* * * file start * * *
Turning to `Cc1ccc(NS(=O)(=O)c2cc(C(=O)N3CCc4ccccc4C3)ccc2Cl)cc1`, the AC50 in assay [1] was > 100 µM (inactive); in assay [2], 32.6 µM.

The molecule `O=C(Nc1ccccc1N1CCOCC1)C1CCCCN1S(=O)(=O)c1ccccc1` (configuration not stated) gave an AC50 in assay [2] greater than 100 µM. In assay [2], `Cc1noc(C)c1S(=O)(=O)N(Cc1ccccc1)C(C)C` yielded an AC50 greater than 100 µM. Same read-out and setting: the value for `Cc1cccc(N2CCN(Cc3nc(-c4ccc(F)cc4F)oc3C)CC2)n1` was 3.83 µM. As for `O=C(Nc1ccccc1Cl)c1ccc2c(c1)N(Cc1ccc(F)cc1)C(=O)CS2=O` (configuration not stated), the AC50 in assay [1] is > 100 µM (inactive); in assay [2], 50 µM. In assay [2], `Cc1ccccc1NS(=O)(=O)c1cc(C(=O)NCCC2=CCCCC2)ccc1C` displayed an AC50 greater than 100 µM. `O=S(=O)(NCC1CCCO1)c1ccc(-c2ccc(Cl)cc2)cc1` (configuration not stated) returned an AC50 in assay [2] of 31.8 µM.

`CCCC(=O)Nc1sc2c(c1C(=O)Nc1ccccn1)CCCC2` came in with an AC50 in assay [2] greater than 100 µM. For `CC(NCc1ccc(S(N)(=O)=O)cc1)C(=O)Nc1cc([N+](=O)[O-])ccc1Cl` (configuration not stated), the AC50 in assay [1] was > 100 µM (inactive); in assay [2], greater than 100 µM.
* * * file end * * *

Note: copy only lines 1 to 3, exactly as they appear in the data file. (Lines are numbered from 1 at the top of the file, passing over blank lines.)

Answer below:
Turning to `Cc1ccc(NS(=O)(=O)c2cc(C(=O)N3CCc4ccccc4C3)ccc2Cl)cc1`, the AC50 in assay [1] was > 100 µM (inactive); in assay [2], 32.6 µM.

The molecule `O=C(Nc1ccccc1N1CCOCC1)C1CCCCN1S(=O)(=O)c1ccccc1` (configuration not stated) gave an AC50 in assay [2] greater than 100 µM. In assay [2], `Cc1noc(C)c1S(=O)(=O)N(Cc1ccccc1)C(C)C` yielded an AC50 greater than 100 µM. Same read-out and setting: the value for `Cc1cccc(N2CCN(Cc3nc(-c4ccc(F)cc4F)oc3C)CC2)n1` was 3.83 µM. As for `O=C(Nc1ccccc1Cl)c1ccc2c(c1)N(Cc1ccc(F)cc1)C(=O)CS2=O` (configuration not stated), the AC50 in assay [1] is > 100 µM (inactive); in assay [2], 50 µM. In assay [2], `Cc1ccccc1NS(=O)(=O)c1cc(C(=O)NCCC2=CCCCC2)ccc1C` displayed an AC50 greater than 100 µM. `O=S(=O)(NCC1CCCO1)c1ccc(-c2ccc(Cl)cc2)cc1` (configuration not stated) returned an AC50 in assay [2] of 31.8 µM.

`CCCC(=O)Nc1sc2c(c1C(=O)Nc1ccccn1)CCCC2` came in with an AC50 in assay [2] greater than 100 µM. For `CC(NCc1ccc(S(N)(=O)=O)cc1)C(=O)Nc1cc([N+](=O)[O-])ccc1Cl` (configuration not stated), the AC50 in assay [1] was > 100 µM (inactive); in assay [2], greater than 100 µM.